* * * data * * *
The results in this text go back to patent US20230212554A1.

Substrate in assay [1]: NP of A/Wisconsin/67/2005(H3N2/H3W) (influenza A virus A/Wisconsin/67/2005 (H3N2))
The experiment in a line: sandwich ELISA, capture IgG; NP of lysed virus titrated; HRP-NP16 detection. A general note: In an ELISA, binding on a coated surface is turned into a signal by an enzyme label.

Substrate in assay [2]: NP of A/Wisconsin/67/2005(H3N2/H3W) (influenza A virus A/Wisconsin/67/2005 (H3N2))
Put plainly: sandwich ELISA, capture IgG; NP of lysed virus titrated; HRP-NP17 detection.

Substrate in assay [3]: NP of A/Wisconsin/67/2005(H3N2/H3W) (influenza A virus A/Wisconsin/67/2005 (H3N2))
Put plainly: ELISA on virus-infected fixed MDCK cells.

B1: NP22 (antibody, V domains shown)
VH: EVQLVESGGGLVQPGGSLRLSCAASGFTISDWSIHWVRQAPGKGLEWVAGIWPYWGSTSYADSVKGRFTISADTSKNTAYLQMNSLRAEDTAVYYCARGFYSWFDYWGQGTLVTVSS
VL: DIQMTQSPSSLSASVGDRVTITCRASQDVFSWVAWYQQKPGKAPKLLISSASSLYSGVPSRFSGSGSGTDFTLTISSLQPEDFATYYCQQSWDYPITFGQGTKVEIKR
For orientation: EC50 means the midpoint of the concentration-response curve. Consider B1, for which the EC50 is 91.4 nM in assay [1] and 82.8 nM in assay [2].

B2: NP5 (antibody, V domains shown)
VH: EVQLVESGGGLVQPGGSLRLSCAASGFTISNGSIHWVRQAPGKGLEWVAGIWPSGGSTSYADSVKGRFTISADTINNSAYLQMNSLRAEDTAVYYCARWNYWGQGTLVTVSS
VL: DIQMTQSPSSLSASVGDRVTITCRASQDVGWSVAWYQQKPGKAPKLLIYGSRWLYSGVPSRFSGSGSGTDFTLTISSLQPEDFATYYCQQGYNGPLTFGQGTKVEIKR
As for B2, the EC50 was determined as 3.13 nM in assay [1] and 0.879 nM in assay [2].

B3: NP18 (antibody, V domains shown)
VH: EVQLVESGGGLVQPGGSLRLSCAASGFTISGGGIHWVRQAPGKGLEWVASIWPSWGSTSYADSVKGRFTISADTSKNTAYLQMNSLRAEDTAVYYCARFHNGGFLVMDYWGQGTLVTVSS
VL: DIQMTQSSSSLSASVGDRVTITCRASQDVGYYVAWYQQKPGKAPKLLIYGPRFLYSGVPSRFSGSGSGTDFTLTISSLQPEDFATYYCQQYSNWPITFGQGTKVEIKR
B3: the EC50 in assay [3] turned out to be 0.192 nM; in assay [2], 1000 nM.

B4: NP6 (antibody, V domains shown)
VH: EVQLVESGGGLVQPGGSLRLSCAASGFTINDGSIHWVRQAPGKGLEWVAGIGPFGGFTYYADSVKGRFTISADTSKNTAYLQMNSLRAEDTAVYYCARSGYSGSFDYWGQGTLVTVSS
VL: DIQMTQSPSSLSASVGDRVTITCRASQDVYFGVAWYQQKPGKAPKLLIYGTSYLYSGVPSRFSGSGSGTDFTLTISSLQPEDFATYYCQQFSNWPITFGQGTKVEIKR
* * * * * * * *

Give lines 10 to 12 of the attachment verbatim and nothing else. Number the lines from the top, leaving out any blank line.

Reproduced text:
VL: DIQMTQSPSSLSASVGDRVTITCRASQDVFSWVAWYQQKPGKAPKLLISSASSLYSGVPSRFSGSGSGTDFTLTISSLQPEDFATYYCQQSWDYPITFGQGTKVEIKR
For orientation: EC50 means the midpoint of the concentration-response curve. Consider B1, for which the EC50 is 91.4 nM in assay [1] and 82.8 nM in assay [2].

B2: NP5 (antibody, V domains shown)